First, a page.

A Turkish court has sentenced a man for 8 years, 1 months and 15 days in prison on Friday due to his legal complaint against the systematic hate speeches of Turkey’s autocratic President Recep Tayyip Erdoğan targeting the members of the Gülen movement.
İzmir 17th High Criminal Court has sentenced Satılmış Çal, who is a primary school graduate construction worker, over his legal complaint against Erdoğan’s hate speeches targeting the the followers of the Gülen movement in the aftermath of December 17/25, 2013 corruption scandal.
A major corruption investigation had started in Turkey in which Turkish-Iranian businessman Reza Zarrab was the prime suspect in December 2013. Together with others from the inner circle of the ruling AKP government, Zarrab had paid bribes for the family members of the then-Prime Minister Erdoğan and public bank officers to facilitate transactions benefiting Iran. After Erdoğan cast the case as a coup attempt to overthrow his government orchestrated by his political enemies, several prosecutors were removed from the case, police were reassigned and the investigation into Zarrab was dropped.
Denying that he had not mobile phone messaging application ByLock as it was claimed in the indictment, Çal has stated in his last hearing before the court on Friday that he has only deposited his golds and jewellery in his house into Bank Asya in order to protect them from thieves.
Turkish authorities believe that ByLock is a communication tool among the alleged followers of the Gülen movement. Tens of thousands of people, including civil servants, police officers, soldiers, businessmen and even housewives, have either been dismissed or arrested for using ByLock since the failed coup attempt on July 15, 2016. Bank Asya was closed by the government in the aftermath of a controversial coup attempt on July 15, 2016 over its affiliation with the Gülen movement.
Çal has accepted that he made a legal complaint against hate speeches made by Erdoğan following the 2013 corruption scandal, however he added that his application was not accepted by the prosecutor. He stated that he has never taken any order from anybody to make a legal complaint against Erdoğan’s hate speeches.
SCF released a report on May 22, 2017 and identified insults, hateful narrative that targeted the Gülen movement made by Erdoğan during his public speeches he delivered in the last three years. The peaceful Gülen movement has received the brunt of firebrand Erdoğan’s hurtful utterance of words such as “terrorists”, “traitors”, “vampires”, “leeches”, “tumor”, and “virus” etc.. Having developed a unique vocabulary of 240 hateful slurs and insults that singled out Gülen movement, Erdoğan eventually declared the participants of the movement “have no right to life.”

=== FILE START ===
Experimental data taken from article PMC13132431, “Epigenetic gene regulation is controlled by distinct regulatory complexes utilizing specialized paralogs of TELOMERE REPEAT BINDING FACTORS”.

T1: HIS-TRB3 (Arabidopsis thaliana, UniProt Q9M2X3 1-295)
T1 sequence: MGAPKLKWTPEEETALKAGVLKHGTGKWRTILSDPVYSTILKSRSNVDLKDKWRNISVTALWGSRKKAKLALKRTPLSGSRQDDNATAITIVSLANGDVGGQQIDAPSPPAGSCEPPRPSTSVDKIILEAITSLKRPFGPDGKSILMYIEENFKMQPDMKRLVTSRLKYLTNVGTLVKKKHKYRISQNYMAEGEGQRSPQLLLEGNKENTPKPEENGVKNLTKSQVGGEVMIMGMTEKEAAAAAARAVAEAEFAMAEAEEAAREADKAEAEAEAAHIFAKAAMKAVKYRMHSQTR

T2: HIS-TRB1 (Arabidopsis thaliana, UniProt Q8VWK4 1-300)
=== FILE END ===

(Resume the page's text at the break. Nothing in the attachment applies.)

When compared with other targeted groups or countries by Erdoğan, astonishingly similar words have been used. The unrelenting attacks against the Holy Sea, especially the Pope, the Netherlands and Germany during the referendum campaign in March and April resemble very much to the narrative Erdoğan employed against the Gülen movement.
Turkey survived a controversial military coup attempton July 15, 2016 that killed 249 people. Immediately after the putsch, the Justice and Development Party (AKP) government along with Turkey’s autocratic President Recep Tayyip Erdoğan pinned the blame on the Gülen movement.
Fethullah Gülen, who inspired the movement, strongly denied having any role in the failed coup and called for an international investigation into it, but President Erdoğan — calling the coup attempt “a gift from God” — and the government initiated a widespread purge aimed at cleansing sympathizers of the movement from within state institutions, dehumanizing its popular figures and putting them in custody.
Turkey has suspended or dismissed more than 150,000 judges, teachers, police and civil servants since July 15, 2016. Turkey’s Justice Ministry announced on July 13 that 50,510 people have been arrested and 169,013 have been the subject of legal proceedings on coup charges since the failed coup.